Enormous risks are continuing to build in the world's financial landscape, and the continued unwillingness to confront the truth about our global energy predicament is both puzzling and frightening. The conclusion is that our future resilience as individuals, corporations, or countries will hinge to a very large degree on whether or not we heed the warning signs and adapt our lives and habits to the actual circumstances.

The Really, Really Big Picture

The really big picture goes like this:  Humans discovered about 400 million years worth of stored sunlight in the form of coal, oil, and natural gas, and have developed technologies that will essentially see all of that treasure burned up in just 300 to 400 years. 

On the faulty assumption that fossil fuels will always be a resource we could draw upon, we fashioned economic, monetary, and other assorted belief systems based on permanent abundance, plus a species population on track to number around 9 billion souls by 2050.

There are two numbers to keep firmly in mind.  The first is 22, and the other is 10.  In the past 22 years, half of all of the oil ever burned has been burned.  Such is the nature of exponentially increasing demand.  And the oil burned in the last 22 years was the easy and cheap stuff discovered 30 to 40 years ago.  Which brings us to the number 10.  

In every calorie of food that comes to your table are hidden 10 calories of fossil fuels, making modern agriculture and food delivery the first type in history that consumes more energy than it delivers.  Someday fossil fuels will be all gone.  That day may be far off in the future, but preparing for that day could (and one could argue should) easily require every bit of time we have.

What galls me at this stage is that all of the pronouncements of additional oil being squeezed, fractured, and otherwise expensively coaxed out of the ground are being delivered with the message that there's so much available, there's nothing to worry about (at least, not yet.)  The message seems to be that we can just leave those challenges for future people, who we expect to be at least as clever as us, so they'll surely manage just fine.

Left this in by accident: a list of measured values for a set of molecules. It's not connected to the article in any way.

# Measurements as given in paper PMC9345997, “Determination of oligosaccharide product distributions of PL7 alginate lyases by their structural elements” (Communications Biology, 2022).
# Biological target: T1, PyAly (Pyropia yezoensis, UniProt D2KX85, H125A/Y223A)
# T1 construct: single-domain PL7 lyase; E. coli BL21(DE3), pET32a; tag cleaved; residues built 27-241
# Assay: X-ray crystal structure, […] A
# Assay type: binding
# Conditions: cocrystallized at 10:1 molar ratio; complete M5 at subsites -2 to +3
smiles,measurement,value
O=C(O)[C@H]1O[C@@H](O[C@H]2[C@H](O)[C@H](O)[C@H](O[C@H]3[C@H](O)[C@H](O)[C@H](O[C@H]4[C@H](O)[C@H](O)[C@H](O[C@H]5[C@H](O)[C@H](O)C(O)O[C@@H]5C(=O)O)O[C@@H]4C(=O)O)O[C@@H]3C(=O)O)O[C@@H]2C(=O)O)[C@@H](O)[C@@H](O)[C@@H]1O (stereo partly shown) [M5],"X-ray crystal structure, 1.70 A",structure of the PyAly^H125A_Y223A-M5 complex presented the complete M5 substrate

Instead, the chart above illustrates that on a reasonably significant timeline, the age of fossil fuels will be intense and historically quite short.  The real question is not Will it run out? but Where would we like to be, and what should the future look like when it finally runs out?  The former question suggests that "maintain the status quo" is the correct response, while the latter question suggests that we had better be investing this once-in-a-species bequeathment very judiciously and wisely. 

Energy is vital to our economy and our easy, modern lives.  Without energy, there would be no economy.  The more expensive our energy is, the more of our economy is dedicated to getting energy instead of other pursuits and activities.  Among the various forms of energy, petroleum is the king of transportation fuels and is indispensible to our global economy and way of life.

To what do we owe the recent explosion in technology and living standards?  To me the answer is simple: energy. 


Because a very large proportion of our society was no longer tied up with the time-consuming tasks of growing their own food or building and heating their own shelter, they were free to do other very clever things, like devote their lives to advancing technology.  

When energy starts to get out of reach either economically or geologically, then people revert to more basic things, like trying to stay warm – such as this fellow:

Greeks Raid Forests in Search of Wood to Heat Homes

Jan 11, 2013

EGALEO, Greece—While patrolling on a recent cold night, environmentalist Grigoris Gourdomichalis caught a young man illegally chopping down a tree on public land in the mountains above Athens.

When confronted, the man broke down in tears, saying he was unemployed and needed the wood to warm the home he shares with his wife and four small children, because he could no longer afford heating oil.

"It was a tough choice, but I decided just to let him go" with the wood, said Mr. Gourdomichalis, head of the locally financed Environmental Association of Municipalities of Athens, which works to protect forests around Egaleo, a western suburb of the capital.